How Can I Stay Healthy?
- What Kind of Medications Are There For COPD?
- What do i Need To Know About The Medication I Am Taking?
- Anatomy and Function of the Normal Lung
- What Is Chronic Obstructive Pulmonary Disease (COPD)
- What Are the Signs and Symptoms of COPD?
- How Do I Know If I Have a Cold?
- How Do I know If I Have the Flu?
- How Do I Know I Have a Pneumonia?
- What Is an Exacerbation?
- How Do I Plan For the Future?
- What Tests Can Be Done to Assess My Breathing?
- What Other Treatments Are Available?
- What Happens If I Have to Go to the Hospital Because I Have Difficulty Breathing?
- Why Do I Need Oxygen Therapy?
- Other Medications
For anyone with COPD it is important to keep as healthy and active as possible. You can do many things to keep yourself healthy. Quitting smoking and rigorous activity are the most important.
Do I really need to stop smoking?
Smoking is the single greatest reason people develop COPD, but smoking itself is also a condition that requires special treatment. It is well known that smoking can cause lung cancer, heart and lung disease. About 90% of people with COPD get COPD from damage caused by smoking. Nevertheless, stopping smoking can help patients, even in severe cases. For example, everyone loses lung tissue as they get older. People with COPD who smoke, however, lose lung tissue at a much faster rate. Stopping smoking can slow the rate of loss to a normal rate. In addition, smoking causes swelling and irritability in the breathing passages. Some of these changes will no longer happen or will be less severe when smoking is no longer irritating the breathing passages.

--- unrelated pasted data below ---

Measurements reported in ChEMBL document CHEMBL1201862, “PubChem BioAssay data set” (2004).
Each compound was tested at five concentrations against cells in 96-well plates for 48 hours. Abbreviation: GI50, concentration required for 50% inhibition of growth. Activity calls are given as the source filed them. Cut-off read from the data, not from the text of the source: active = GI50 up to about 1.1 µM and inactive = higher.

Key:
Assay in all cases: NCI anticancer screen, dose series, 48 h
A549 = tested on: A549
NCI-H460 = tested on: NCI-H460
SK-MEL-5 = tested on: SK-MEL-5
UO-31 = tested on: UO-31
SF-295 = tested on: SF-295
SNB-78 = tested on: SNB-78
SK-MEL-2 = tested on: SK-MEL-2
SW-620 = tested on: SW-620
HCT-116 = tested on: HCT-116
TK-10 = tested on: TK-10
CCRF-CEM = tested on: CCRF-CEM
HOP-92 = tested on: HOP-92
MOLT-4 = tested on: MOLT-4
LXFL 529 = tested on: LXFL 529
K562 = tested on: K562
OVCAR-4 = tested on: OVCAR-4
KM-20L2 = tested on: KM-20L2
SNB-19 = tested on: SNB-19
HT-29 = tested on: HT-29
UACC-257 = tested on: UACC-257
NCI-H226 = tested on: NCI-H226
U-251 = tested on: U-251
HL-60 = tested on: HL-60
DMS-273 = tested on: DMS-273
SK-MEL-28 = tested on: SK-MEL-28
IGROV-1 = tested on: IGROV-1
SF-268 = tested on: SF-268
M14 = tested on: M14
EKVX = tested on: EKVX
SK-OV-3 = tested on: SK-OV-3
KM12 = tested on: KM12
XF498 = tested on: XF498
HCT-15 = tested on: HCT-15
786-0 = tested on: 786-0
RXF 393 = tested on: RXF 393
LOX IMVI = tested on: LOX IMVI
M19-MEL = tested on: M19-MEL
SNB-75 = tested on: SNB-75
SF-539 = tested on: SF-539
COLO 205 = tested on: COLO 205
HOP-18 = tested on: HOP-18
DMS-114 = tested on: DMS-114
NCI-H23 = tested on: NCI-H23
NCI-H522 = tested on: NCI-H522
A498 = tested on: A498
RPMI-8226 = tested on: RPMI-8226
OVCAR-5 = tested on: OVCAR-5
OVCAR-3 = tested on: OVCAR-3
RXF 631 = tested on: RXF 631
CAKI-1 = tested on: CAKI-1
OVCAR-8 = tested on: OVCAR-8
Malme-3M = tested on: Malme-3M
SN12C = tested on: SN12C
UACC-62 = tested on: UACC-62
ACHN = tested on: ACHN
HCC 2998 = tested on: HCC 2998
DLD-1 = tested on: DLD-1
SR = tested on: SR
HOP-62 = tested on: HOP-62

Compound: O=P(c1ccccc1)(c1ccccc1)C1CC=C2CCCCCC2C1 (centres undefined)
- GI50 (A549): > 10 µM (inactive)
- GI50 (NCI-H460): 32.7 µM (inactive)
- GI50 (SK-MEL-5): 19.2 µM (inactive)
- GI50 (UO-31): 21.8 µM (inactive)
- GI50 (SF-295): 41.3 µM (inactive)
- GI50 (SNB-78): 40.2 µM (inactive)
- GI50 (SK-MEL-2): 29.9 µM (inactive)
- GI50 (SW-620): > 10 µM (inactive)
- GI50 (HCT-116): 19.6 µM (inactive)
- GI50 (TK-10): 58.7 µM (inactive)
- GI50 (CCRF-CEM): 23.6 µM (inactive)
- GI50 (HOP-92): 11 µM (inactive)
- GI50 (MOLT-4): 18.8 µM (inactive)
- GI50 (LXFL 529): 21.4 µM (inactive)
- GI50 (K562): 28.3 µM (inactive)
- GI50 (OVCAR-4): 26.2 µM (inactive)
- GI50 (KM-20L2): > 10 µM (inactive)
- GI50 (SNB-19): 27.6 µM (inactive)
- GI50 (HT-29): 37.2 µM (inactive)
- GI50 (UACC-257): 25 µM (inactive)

Is it too late to stop?
No, it is never too late to stop for the reasons mentioned above. While stopping smoking will not make the lungs normal again, stopping smoking slows the damaging process from getting even worse.
What are some tips that can help me to stop smoking?
Tip 2: no single treatment is right for everyone. If the first approaches you take fail, try to figure out why. Speak with your healthcare provider about other options.